By Victoria Grisdale ’17
KEUKA PARK— Celebrate Service … Celebrate Yates (CSCY) is now less than one month away, and with April 12th fast approaching, area residents are encouraged to sign up soon to participate in this annual service event. Organized by Keuka College and the Yates County Chamber of Commerce, CSCY is the day each year in which volunteers team up across the community on behalf of the county’s non-profit organizations. In the last 17 years, work sites have included youth camps, churches, cemeteries, libraries, fire departments and more.
Last year, a number of Keuka College students in various clubs, organizations, and sports teams —as well as individuals from the communities of Penn Yan, Branchport and Dundee — came out to help rake, clean, paint, and plant whatever was needed at 20 different non-profit work sites across the county.
One of those volunteers, Mike Wainwright ’15 worked alongside classmates Sara Sloan ’15, Haley Jordan ‘15 and Eric Saltrelli ‘15 at the ARC home on Hamilton Street last year and said they helped clean up garden beds and lay sod for spring, receiving a very warm welcome. Wainwright said he has participated every year and it has been a great experience seeing more and more students volunteer each year.
This is a great, supportive community that is always a part of the College, whether it is at sporting events or by hosting Field Period™ students,” he said. “I’m excited to go back this year and put a smile on someone’s face for something as small as fixing the yard where the snowplow scraped it up.”
Wainwright added that in addition to getting out in the community, CSCY provides a good opportunity to “roll up your sleeves and spend time with friends.”
Katie Talbot ‘17, a co-captain on the Keuka College women’s soccer team worked alongside teammates raking and mulching trails in the Teamworks! Adventure Complex on the hill behind the campus.
“It was a rewarding experience that helped bring our community together,” the sophomore said. “I’m looking forward to helping out again this year and spending the day getting to know the community better.”
To that end, volunteers are urged to pre-register online at http://cscy.org by Friday, March 20 to guarantee a free CSCY T-shirt and submit a request for any round-trip transportation needed to work sites on the day of the event. While walk-in volunteers will still be accepted the day of the event, March 20 is the cutoff to reserve transportation and guarantee an event T-shirt.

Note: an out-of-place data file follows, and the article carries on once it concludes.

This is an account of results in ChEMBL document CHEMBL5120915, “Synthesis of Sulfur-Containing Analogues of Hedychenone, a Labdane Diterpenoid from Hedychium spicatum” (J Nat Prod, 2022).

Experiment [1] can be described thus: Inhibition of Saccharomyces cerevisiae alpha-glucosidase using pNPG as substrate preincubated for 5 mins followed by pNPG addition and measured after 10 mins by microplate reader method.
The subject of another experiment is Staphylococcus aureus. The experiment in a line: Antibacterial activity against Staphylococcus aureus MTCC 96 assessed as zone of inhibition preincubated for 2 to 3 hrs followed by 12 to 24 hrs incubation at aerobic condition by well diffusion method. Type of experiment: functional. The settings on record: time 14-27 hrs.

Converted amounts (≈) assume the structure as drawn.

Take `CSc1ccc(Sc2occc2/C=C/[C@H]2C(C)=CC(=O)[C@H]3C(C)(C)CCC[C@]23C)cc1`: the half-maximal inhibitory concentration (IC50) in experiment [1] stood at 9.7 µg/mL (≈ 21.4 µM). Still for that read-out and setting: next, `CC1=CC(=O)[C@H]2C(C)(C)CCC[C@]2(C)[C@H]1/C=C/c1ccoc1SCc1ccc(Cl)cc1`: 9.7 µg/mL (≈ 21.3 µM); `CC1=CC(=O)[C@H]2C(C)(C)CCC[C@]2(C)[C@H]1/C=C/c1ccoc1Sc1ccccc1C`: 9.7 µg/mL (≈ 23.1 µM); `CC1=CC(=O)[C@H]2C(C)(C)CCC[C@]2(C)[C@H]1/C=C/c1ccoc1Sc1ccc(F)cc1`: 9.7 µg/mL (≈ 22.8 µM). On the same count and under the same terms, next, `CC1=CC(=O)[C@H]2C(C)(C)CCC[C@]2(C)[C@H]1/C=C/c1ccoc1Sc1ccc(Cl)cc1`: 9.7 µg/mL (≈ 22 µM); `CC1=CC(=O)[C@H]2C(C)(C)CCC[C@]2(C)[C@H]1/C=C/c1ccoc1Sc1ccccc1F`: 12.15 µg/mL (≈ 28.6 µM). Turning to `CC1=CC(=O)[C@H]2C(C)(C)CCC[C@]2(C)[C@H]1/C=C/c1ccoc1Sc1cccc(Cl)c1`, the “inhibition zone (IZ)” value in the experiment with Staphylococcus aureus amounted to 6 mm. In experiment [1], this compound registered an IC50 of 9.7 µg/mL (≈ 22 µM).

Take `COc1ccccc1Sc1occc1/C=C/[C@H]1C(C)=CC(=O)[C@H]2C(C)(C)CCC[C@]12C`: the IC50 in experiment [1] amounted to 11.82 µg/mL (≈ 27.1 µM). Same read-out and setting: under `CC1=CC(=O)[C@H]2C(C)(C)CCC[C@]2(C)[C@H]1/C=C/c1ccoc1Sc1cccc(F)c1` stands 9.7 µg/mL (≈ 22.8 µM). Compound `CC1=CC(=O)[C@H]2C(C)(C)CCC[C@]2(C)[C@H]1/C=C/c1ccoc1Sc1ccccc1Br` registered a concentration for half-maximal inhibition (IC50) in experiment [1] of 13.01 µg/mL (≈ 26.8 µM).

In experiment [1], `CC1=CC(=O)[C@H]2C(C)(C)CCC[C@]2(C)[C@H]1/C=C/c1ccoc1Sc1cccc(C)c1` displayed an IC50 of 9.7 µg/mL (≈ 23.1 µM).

One of the sponsors of the event, AVI Fresh, will provide a free lunch in the Geiser Refectory in Dahlstrom Student Center between 11 a.m. and 12:50 p.m. for all volunteers checking in to receive work assignments the day of the event. The kickoff ceremony will begin at 1 p.m. and will include Keuka College’s new mascot, Kacey the Wolf.
Students in the Penn Yan Central School District will be receiving brochures to take home to their families to encourage participation, thanks to the generous support of school district leaders and the ARC of Yates print shop, which donated printing services to help spread the word.
Elsewhere in the community, the Ferro corporation has issued a “corporate challenge” to other area businesses to empower teams of company employees to volunteer during the event this year. Ferro is recruiting its own company team of volunteers for CSCY and is urging other businesses to do the same. In prior years, teams from the Eaves Dental Group, the District Attorney’s Office and others have participated on behalf of local companies to support the county-wide event.
Non-profit agencies also have until March 20 to submit a request online for volunteer services as a designated work site this year. The form can be accessed online at: http://www.cscy.org/volunteer/become-a-work-site/
Despite the deep freeze still hanging over the region, a sure sign of spring are the plans underway for the 18th Annual Celebrate Service … Celebrate Yates (CSCY) day of community service, to be held Sunday, April 12.